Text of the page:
Linked by Thom Holwerda on Tue 12th Feb 2008 21:32 UTC, submitted by Flatland_Spider
Linux The Linux Foundation has posted the second half of its long and thorough interview with Linux founder Linus Torvalds, part of the Foundation's 'open voices' podcast. While the first part of the interview focused on the Linux development community, this time Torvalds sounds off on everything from patents and innovation to the future of Linux. According to Torvalds the reason Linux hasn't taken off is that most people are happy with the way things are. "If you act differently from Windows, even if you act in some ways better, it doesn't matter; better is worse if it's different." Torvalds also attributes much of the frustration with Windows Vista to this same idea. In other words, it's not that Vista is worse than XP, but it's different and that causes distress among users.
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RE[2]: Its true
by siraf72 on Wed 13th Feb 2008 06:57 UTC in reply to "RE: Its true"
siraf72
Member since:
2006-02-22

Agree with the point about Ecosystem. But to me THE most basic reason as I have stated before is Marketing. Most people are vaguely aware of something called Linux and that's about it. How many sales guys in a computer store will try and sell you a linux box?

Its this that's stopping linux growing.

Reply Parent Score: 1

RE[3]: Its true
by Coxy on Wed 13th Feb 2008 09:10 in reply to "RE[2]: Its true"
Coxy Member since:
2006-07-01

'Most people are vaguely aware of something called Linux'

Are they? Are they really? Go to a shopping centre near you, go up to someone you don't know and show them the Ubuntu logo. Or just ask them if they know what Ubuntu is. Or what Linux is.

You'll find that hardly anyone is 'aware' of Linux outside of sites like this, and other geeky places.

Reply Parent Score: 1

RE[4]: Its true
by SReilly on Wed 13th Feb 2008 11:18 in reply to "RE[3]: Its true"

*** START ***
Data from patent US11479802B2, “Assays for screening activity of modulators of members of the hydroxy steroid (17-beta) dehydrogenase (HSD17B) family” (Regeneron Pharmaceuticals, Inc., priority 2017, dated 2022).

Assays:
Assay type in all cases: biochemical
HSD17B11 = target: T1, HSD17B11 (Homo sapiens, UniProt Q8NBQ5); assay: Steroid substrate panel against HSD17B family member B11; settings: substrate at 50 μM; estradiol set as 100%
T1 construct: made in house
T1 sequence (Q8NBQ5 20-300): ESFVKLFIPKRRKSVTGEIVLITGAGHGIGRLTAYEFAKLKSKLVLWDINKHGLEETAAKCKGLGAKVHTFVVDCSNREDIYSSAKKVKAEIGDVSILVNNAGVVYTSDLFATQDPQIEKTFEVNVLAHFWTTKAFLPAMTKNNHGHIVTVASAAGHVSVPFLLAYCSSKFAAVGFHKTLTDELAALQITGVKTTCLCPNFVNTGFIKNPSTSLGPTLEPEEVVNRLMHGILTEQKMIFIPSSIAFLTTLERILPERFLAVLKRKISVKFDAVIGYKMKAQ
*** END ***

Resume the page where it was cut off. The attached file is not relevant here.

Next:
SReilly Member since:
2006-12-28

When I go to the pub and tell people that I work in IT, they usually end up asking me what kind of IT work I do. When I mention Linux, they more often than not have heard of it and sometimes want to know more about it.

Linux is fast gaining 'brand' recognition for people involved in the stock market and bank managers all the way down to home computer systems users. I doubt the Linux adoption wall is in Linux being unheard of.

Reply Parent Score: 2

RE[4]: Its true
by siraf72 on Wed 13th Feb 2008 12:45 in reply to "RE[3]: Its true"
siraf72 Member since:
2006-02-22

fair enough, you just re-enforced the point I was trying to make. what i'm saying is Linux is getting more and more coverage in the news but apart from being Somefink to do wiv computers. people don't know much about it.

Reply Parent Score: 1

RE[4]: Its true
by Quag7 on Wed 13th Feb 2008 17:08 in reply to "RE[3]: Its true"
Quag7 Member since:
2005-07-28

Most people I know have heard of it but have only a hazy idea of what it is.

Most people only have a hazy idea of what an Operating System is.

Brand recognition in any case, not as high as it could be. I still don't think I'm insane for the idea that a TV spot would do Linux a world of good. A spot which *showed* the desktop - maybe showed several Windows managers and showed that there was a choice, and then throw in the cubey spinny translucent blingy stuff the kids dig nowadays. Generate buzz.

Maybe get Paris Hilton. Paris Hilton and Richard Stallman. Together. Nude in a hot tub. Stallman and Hilton nude will definitely make for water cooler conversations. Maybe slightly stilted, uncomfortable conversation about the meaning of the word "freedom."

Go for the whole angle of money, you know, Linux being free and rich girls liking free stuff so they can hold on to their bling for stuff like ornamental canines.

I like this idea of an uncomfortable conversation between a nude Richard Stallman and Paris Hilton in a soapy hot tub, and then sort of fading out to a black screen as white letters fade in, in silence: